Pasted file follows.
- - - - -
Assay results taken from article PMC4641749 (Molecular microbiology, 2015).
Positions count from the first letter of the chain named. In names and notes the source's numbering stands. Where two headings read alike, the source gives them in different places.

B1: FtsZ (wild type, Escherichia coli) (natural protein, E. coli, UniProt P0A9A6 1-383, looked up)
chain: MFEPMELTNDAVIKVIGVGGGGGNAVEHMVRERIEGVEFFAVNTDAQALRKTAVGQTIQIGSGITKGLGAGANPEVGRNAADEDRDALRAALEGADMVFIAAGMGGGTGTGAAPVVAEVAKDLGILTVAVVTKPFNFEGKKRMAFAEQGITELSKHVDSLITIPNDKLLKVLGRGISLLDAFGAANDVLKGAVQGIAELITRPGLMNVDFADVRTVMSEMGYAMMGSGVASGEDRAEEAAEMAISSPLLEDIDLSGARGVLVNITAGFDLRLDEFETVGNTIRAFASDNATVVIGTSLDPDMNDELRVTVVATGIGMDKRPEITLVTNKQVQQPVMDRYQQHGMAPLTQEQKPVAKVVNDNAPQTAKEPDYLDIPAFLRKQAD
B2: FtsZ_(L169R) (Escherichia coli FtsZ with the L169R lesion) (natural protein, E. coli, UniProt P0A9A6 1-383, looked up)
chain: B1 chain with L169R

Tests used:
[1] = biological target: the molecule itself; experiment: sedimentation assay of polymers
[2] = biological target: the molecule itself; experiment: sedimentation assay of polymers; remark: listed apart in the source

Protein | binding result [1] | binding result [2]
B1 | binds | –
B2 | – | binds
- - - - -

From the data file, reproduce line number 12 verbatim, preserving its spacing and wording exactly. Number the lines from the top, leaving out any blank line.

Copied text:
B2 | – | binds